If you notice such symptoms as:
- abrupt weight loss;
- loss of appetite;
- nausea and vomiting.
you should seek medical advice!
What is the pancreas and how is it arranged?
The pancreas is the organ of the digestive system, which performs the following functions:
- exocrine (digestive)
The pancreas produces all the necessary enzymes (trypsin, chymotrypsin, amylase, lipase) to digest fats, proteins, carbohydrates.
The pancreas produces insulin and glucagon hormones. Insulin regulates carbohydrate and fat metabolism and maintains the optimal level of sugar in the blood by lowering it.
Glucagon is opposite to insulin by action: it increases the concentration of sugar in the blood.
The pancreas is located in the retroperitoneal space behind the stomach and consists of three main parts - the head, body, and tail.
The head of the pancreas is the biggest part of the organ. The common bile duct enters this area of the pancreas. The bile, produced in the liver, enters the duodenum here. The body of the pancreas has the shape of a triangle and ends with a tail that resembles a pear.
According to experts, in 75% of cases the tumor affects the gland's head; in 15-20 - the body. Malignant cells are rarely found in the tail - only in 5-10% of cases.
What is pancreatic cancer?
Pancreatic cancer is a malignant tumor that develops from the pancreatic endocrine and exocrine cells. It ranks 4th among the world's cancer deaths (after lung cancer, prostate cancer and colorectal cancer in men and lung cancer, breast cancer and colorectal cancer in women).
The incidence rate of pancreatic cancer in men and women is not significantly different.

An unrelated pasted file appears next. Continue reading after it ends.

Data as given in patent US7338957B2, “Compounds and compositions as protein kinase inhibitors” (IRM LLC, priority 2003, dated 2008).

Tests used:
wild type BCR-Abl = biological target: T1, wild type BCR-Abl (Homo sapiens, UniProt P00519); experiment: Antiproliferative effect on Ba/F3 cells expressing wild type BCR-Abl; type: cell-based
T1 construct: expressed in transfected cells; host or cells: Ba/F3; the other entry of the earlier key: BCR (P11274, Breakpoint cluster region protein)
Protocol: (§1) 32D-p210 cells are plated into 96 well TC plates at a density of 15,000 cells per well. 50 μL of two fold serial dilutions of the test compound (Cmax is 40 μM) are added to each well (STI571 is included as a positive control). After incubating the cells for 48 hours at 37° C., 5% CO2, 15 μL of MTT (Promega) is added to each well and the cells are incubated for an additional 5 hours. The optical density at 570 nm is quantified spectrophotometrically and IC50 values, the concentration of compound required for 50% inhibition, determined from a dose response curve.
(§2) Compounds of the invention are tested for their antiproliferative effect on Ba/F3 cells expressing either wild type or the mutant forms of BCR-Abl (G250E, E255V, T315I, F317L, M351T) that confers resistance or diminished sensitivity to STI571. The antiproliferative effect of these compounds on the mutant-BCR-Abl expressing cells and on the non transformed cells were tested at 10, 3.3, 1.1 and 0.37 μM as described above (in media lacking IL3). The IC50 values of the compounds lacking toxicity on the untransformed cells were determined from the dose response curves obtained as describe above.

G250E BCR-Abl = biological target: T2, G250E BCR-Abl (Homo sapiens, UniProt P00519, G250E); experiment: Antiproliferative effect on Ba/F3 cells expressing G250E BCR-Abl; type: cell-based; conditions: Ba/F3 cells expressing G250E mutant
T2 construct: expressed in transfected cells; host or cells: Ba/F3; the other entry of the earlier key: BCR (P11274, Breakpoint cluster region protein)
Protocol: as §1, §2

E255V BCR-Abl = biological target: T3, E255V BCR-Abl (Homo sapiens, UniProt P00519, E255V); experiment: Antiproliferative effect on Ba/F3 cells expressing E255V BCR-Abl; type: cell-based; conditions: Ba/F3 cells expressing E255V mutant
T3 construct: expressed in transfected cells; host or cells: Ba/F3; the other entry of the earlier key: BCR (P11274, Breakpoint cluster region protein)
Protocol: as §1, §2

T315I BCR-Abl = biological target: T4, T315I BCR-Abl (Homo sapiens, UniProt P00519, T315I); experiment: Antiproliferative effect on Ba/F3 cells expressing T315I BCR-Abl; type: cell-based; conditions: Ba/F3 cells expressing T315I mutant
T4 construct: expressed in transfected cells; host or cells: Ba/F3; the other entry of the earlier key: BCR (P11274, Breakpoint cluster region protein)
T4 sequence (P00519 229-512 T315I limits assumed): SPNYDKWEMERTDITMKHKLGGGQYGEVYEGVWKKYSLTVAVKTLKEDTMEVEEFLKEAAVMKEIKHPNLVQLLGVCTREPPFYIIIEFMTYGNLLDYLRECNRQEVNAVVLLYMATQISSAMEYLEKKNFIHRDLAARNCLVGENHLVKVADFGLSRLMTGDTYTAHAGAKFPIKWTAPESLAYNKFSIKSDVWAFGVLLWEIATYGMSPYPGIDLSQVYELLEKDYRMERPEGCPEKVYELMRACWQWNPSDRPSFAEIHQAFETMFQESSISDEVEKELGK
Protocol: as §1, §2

Occurrence of pancreatic cancer
Cancer is a disease of cells that started to multiply uncontrollably. Normal cells grow and divide to form new cells when the body needs it. When healthy cells become old or damaged, they die. This process is called apoptosis.
There are specific genes that "instruct" cells what to do and control them in the process of formation of new cells and death of old ones. Changes in genes due to mutations or external influences lead to the degeneration of healthy cells into tumor cells, which do not perish but continuously divide, forming a malignant (primary) tumor.
Some gene mutations appear randomly, others arise under the influence of negative environmental factors, while others can be hereditary.
Unlike normal, malignant cells can spread to other organs, forming a secondary tumor (metastasis) in them.
Pancreatic cancer is treated depending on the stage of the disease, type, and number of organs it metastasized into and the general health condition.
What are the symptoms of pancreatic cancer?
Early signs of pancreatic cancer are usually absent, so it is difficult to recognize the disease in time. Often, patients notice common symptoms that are not associated with pancreatic disease:
- change in stool;
- lack of appetite.
But there are more specific signs that can tell it might be pancreatic cancer:
- yellowing of the eyes and skin, accompanied by itching;
- darkening of the urine and discoloration of the stool;
- a sharp decrease in weight (for example, 10-15 kg in 3-6 months);
- increased levels of bilirubin and hepatic enzymes in the blood;
- increased blood glucose levels;
- sudden development of type 2 diabetes in patients after 50 years;
- nausea and vomiting.
Pain due to pancreatic cancer usually occurs at later stages as the tumor grows larger.
What kind of doctor should I consult for pancreatic cancer?
Primary examination in cases of complaints to the above-mentioned symptoms is performed by the therapist, who after clinical examination directs the patient to the endocrinologist and gastroenterologist. If the diagnosis "pancreatic cancer" is confirmed, the oncologist directly deals with the treatment.
Causes of pancreatic cancer